Structural Basis for Interactions Between Contactin Family Members and Protein-tyrosine Phosphatase Receptor Type G in Neural Tissues.Nikolaienko, R.M., Hammel, M., Dubreuil, V., Zalmai, R., Hall, D.R., Mehzabeen, N., Karuppan, S.J., Harroch, S., Stella, S.L., Bouyain, S.
(2016) J.Biol.Chem. 291: 21335-21349
- PubMed: 27539848
- DOI: 10.1074/jbc.M116.742163
- Primary Citation of Related Structures:
- PubMed Abstract:
Protein-tyrosine phosphatase receptor type G (RPTPγ/PTPRG) interacts in vitro with contactin-3-6 (CNTN3-6), a group of glycophosphatidylinositol-anchored cell adhesion molecules involved in the wiring of the nervous system. In addition to PTPRG, CNTN ...
Protein-tyrosine phosphatase receptor type G (RPTPγ/PTPRG) interacts in vitro with contactin-3-6 (CNTN3-6), a group of glycophosphatidylinositol-anchored cell adhesion molecules involved in the wiring of the nervous system. In addition to PTPRG, CNTNs associate with multiple transmembrane proteins and signal inside the cell via cis-binding partners to alleviate the absence of an intracellular region. Here, we use comprehensive biochemical and structural analyses to demonstrate that PTPRG·CNTN3-6 complexes share similar binding affinities and a conserved arrangement. Furthermore, as a first step to identifying PTPRG·CNTN complexes in vivo, we found that PTPRG and CNTN3 associate in the outer segments of mouse rod photoreceptor cells. In particular, PTPRG and CNTN3 form cis-complexes at the surface of photoreceptors yet interact in trans when expressed on the surfaces of apposing cells. Further structural analyses suggest that all CNTN ectodomains adopt a bent conformation and might lie parallel to the cell surface to accommodate these cis and trans binding modes. Taken together, these studies identify a PTPRG·CNTN complex in vivo and provide novel insights into PTPRG- and CNTN-mediated signaling.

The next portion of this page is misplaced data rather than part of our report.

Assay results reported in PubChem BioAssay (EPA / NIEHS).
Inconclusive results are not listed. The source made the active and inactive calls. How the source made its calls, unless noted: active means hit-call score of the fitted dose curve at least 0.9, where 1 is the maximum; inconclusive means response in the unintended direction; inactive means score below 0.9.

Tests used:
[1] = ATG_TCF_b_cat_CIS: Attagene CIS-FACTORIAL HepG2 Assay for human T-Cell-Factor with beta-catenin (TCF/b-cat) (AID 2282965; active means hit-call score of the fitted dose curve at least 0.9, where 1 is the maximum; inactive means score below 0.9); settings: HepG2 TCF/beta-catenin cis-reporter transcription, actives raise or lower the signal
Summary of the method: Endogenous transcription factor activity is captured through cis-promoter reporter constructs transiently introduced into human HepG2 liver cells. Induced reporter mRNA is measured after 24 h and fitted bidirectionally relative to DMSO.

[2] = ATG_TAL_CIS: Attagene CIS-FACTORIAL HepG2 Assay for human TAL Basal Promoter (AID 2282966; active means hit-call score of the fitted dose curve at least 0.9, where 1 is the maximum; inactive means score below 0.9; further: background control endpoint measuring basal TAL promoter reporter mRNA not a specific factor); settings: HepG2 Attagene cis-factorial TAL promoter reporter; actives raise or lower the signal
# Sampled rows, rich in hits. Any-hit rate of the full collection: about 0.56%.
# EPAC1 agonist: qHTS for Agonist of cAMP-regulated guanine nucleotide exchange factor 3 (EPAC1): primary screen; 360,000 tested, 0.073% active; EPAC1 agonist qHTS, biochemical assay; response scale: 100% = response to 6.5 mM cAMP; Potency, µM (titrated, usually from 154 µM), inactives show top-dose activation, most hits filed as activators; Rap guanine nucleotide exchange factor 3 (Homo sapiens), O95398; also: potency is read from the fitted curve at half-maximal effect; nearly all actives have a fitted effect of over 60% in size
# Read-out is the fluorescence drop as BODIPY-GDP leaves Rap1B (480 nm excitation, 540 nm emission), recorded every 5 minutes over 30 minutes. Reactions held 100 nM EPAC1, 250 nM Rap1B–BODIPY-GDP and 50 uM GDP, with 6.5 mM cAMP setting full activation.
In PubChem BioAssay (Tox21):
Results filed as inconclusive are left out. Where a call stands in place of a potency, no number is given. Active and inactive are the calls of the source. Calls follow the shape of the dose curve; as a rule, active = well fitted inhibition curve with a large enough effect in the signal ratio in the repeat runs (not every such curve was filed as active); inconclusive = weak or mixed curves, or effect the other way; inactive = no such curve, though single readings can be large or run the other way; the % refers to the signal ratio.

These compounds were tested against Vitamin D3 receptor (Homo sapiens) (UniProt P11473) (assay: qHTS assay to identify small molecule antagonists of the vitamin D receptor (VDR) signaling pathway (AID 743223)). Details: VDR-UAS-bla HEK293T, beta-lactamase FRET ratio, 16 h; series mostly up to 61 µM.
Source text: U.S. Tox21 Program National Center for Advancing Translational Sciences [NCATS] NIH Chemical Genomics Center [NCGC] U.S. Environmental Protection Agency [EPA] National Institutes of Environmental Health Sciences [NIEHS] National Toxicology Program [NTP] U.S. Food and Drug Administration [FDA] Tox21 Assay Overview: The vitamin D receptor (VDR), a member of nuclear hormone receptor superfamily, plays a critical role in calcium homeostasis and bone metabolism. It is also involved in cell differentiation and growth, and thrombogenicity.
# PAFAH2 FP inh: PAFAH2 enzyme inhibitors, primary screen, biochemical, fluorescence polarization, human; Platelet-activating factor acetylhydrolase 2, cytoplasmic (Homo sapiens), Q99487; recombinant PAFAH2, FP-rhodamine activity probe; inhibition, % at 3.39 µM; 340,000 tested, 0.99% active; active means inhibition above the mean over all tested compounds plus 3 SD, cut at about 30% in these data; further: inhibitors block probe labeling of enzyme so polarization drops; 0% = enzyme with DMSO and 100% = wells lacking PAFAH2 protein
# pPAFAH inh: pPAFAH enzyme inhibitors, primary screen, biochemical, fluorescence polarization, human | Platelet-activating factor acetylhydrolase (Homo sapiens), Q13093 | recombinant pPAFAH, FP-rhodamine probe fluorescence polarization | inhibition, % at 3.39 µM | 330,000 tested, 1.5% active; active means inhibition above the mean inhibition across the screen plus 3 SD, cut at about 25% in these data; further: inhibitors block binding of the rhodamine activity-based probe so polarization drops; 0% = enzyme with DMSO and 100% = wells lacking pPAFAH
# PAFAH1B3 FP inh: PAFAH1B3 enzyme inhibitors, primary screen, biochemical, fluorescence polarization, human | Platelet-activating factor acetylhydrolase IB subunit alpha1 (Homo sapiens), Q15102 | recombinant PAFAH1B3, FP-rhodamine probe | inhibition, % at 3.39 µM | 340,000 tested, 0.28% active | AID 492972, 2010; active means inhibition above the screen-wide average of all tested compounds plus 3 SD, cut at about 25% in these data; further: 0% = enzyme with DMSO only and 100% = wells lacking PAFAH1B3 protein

From the Division of Molecular Biology and Biochemistry, School of Biological Sciences, University of Missouri-Kansas City, Kansas City, Missouri 64110.